The Exchange proposes to add language at Rule 1903(c)(2), similar to Phlx Rule 1080(m)(iii)(F) that states that the Exchange and NES may not use a routing broker for which the Exchange or any affiliate of the Exchange is the designated examining authority. This provision is intended to prevent any conflicts of interest which may arise wherein a regulatory oversight entity is privy to trades conducted on ISE.

The Exchange proposes to add language in Rule 1903(d), similar to Phlx Rule 1080(m)(iii)(E) to provide language related to Market Access. Specifically, the rule text addresses NES' obligations pursuant to Rule 15c3-5 under the Act to implement certain tests designed to mitigate risks associated with providing the Exchange's Members with access to away trading centers. Pursuant to the policies and procedures developed by NES to comply with Rule 15c3-5, if an order or series of orders are deemed to be violative of applicable pre-trade requirements of Rule 15c3-5, the order will be rejected prior to routing and/or NES will seek to cancel any orders that have been routed.

The Exchange also proposes to expressly state in Rule 1903(e), similar to Phlx Rule 1080(m)(iii)(G), that the Exchange will determine the logic that provides when, how, and where orders are routed away to other exchanges. In addition, the routing broker(s) cannot change the terms of an order or the routing instructions, nor does the routing broker have any discretion about where to route an order. The Exchange may determine to use a different routing broker by destination exchange, depending upon the costs and technological efficiencies involved by indirectly routing to that broker through NES. The proposal is intended to allow the Exchange to structure its routing arrangements accordingly. At a minimum, the Exchange anticipates using a routing broker to access certain markets where the Exchange finds that the costs of maintaining a membership, for NES, and/or the costs of connectivity and execution do not make sense in light of the number or types of orders the Exchange typically routes to that particular market. These costs necessarily determine the ultimate costs to the Exchange of routing to a market, and, in turn, affect how the Exchange chooses to recoup those costs through its own transaction fees.[19] Sometimes, it will not make economic sense for NES to access an exchange directly. Accordingly, the Exchange would route the order through NES to another routing broker where the Exchange determines that it is appropriate. In addition to costs, the Exchange will also consider ease of connectivity and execution as well as general reliability in selecting a routing broker.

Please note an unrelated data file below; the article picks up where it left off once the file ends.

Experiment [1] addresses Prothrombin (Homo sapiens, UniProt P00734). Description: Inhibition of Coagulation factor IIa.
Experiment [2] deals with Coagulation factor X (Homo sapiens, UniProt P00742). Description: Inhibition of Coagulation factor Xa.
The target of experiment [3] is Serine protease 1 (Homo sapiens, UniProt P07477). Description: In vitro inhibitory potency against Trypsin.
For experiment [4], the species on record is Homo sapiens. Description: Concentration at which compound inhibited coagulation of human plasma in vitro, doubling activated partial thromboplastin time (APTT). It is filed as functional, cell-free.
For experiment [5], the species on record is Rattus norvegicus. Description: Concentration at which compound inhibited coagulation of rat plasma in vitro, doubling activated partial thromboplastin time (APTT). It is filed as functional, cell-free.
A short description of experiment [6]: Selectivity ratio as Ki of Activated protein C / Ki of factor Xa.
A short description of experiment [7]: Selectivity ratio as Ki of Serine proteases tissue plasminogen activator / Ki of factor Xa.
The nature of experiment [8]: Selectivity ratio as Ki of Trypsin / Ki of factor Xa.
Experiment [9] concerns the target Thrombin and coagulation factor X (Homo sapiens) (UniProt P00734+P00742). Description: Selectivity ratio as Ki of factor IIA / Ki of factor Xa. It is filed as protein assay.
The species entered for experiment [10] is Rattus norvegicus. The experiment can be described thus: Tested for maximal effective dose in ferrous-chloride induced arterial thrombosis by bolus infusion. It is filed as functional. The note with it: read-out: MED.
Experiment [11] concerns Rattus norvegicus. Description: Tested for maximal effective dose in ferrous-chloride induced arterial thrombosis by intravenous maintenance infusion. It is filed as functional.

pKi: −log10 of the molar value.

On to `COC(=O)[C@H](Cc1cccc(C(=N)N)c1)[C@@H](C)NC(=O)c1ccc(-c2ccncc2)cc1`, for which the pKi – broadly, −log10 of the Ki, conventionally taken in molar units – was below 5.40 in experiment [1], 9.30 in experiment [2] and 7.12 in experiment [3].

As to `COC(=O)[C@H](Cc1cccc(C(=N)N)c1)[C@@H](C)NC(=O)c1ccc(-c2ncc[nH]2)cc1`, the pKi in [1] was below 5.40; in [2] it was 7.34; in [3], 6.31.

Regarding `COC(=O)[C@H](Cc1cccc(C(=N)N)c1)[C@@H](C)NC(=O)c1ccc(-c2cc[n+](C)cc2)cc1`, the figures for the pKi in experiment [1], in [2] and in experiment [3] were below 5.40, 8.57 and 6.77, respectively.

The Exchange proposes to replace Rule 1903(f) with a provision similar to Phlx Rule 1080(m)(ii), which provides that entering Members whose orders are routed to away markets shall be obligated to honor such trades that are executed on away markets to the same extent they would be obligated to honor a trade executed on the Exchange. This is the case today for all orders entered on ISE today pursuant to current ISE Rule 1903(f).[20] The Exchange is simply conforming the rule text to Phlx's rule.

Finally, the Exchange is amending the Supplementary Material to Rule 1903 to address citations to a “Linkage Handler.” In Supplementary Material .01 to Rule 1903 the Exchange is replacing the term Linkage Handler with references to NES or third-party unaffiliated routing broker dealers used by NES. In Supplementary Material .02 to Rule 1903 the Exchange is replacing the term Linkage Handler with NES in describing the case where routing services cannot be provided by the today (Linkage Handler) and now proposed NES. The Exchange is amending Supplementary Material .03 to Rule 1903 the Exchange is replacing the term “Linkage Handler” with “NES.”

Other Corresponding Changes

The Exchange proposes to amend ISE Rule 705 to remove the rule text in Rule 705(d)(4) which provides an exception to the limits on compensation in Rule 705(d) for Members to the extent that such Members are acting as Linkage Handlers, as defined in Supplementary .03 to Rule 1901. NES is replacing the Linkage Handlers for purposes of routing options orders from the ISE Exchanges. Today, Phlx does not have a similar provision and ISE is removing it from this rule. Unlike NES, Linkage Handlers are not affiliated with ISE and therefore the Exchange does not believe that this provision is necessary.